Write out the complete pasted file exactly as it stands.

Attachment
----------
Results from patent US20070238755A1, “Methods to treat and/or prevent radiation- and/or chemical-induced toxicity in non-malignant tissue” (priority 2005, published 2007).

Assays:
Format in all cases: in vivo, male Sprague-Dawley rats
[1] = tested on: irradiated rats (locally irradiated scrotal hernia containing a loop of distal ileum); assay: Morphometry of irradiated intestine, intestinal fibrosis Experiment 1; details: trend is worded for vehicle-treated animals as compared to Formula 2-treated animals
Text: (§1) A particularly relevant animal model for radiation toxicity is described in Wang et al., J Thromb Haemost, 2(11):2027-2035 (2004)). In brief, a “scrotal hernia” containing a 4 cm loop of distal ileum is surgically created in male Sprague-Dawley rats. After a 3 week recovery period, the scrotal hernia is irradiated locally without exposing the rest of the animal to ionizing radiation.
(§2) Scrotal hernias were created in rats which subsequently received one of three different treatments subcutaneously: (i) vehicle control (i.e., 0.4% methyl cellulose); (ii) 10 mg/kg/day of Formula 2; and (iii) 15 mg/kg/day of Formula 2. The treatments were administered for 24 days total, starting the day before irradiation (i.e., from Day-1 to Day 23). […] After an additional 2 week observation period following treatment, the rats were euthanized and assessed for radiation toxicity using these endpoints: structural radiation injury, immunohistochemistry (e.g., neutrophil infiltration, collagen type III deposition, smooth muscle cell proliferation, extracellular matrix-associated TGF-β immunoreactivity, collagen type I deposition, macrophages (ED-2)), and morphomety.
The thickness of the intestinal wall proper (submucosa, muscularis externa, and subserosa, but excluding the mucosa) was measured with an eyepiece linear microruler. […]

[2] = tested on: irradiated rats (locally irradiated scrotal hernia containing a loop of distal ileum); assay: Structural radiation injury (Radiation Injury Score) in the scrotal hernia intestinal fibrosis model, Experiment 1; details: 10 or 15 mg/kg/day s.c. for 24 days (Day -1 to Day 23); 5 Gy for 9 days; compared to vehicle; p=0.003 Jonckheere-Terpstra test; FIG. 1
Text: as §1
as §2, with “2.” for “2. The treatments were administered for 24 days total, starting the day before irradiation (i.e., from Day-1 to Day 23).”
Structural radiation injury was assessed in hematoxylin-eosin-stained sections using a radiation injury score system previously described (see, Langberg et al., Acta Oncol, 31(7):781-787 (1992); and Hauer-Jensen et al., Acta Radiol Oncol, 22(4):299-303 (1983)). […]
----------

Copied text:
Results from patent US20070238755A1, “Methods to treat and/or prevent radiation- and/or chemical-induced toxicity in non-malignant tissue” (priority 2005, published 2007).

Assays:
Format in all cases: in vivo, male Sprague-Dawley rats
[1] = tested on: irradiated rats (locally irradiated scrotal hernia containing a loop of distal ileum); assay: Morphometry of irradiated intestine, intestinal fibrosis Experiment 1; details: trend is worded for vehicle-treated animals as compared to Formula 2-treated animals
Text: (§1) A particularly relevant animal model for radiation toxicity is described in Wang et al., J Thromb Haemost, 2(11):2027-2035 (2004)). In brief, a “scrotal hernia” containing a 4 cm loop of distal ileum is surgically created in male Sprague-Dawley rats. After a 3 week recovery period, the scrotal hernia is irradiated locally without exposing the rest of the animal to ionizing radiation.
(§2) Scrotal hernias were created in rats which subsequently received one of three different treatments subcutaneously: (i) vehicle control (i.e., 0.4% methyl cellulose); (ii) 10 mg/kg/day of Formula 2; and (iii) 15 mg/kg/day of Formula 2. The treatments were administered for 24 days total, starting the day before irradiation (i.e., from Day-1 to Day 23). […] After an additional 2 week observation period following treatment, the rats were euthanized and assessed for radiation toxicity using these endpoints: structural radiation injury, immunohistochemistry (e.g., neutrophil infiltration, collagen type III deposition, smooth muscle cell proliferation, extracellular matrix-associated TGF-β immunoreactivity, collagen type I deposition, macrophages (ED-2)), and morphomety.
The thickness of the intestinal wall proper (submucosa, muscularis externa, and subserosa, but excluding the mucosa) was measured with an eyepiece linear microruler. […]

[2] = tested on: irradiated rats (locally irradiated scrotal hernia containing a loop of distal ileum); assay: Structural radiation injury (Radiation Injury Score) in the scrotal hernia intestinal fibrosis model, Experiment 1; details: 10 or 15 mg/kg/day s.c. for 24 days (Day -1 to Day 23); 5 Gy for 9 days; compared to vehicle; p=0.003 Jonckheere-Terpstra test; FIG. 1
Text: as §1
as §2, with “2.” for “2. The treatments were administered for 24 days total, starting the day before irradiation (i.e., from Day-1 to Day 23).”
Structural radiation injury was assessed in hematoxylin-eosin-stained sections using a radiation injury score system previously described (see, Langberg et al., Acta Oncol, 31(7):781-787 (1992); and Hauer-Jensen et al., Acta Radiol Oncol, 22(4):299-303 (1983)). […]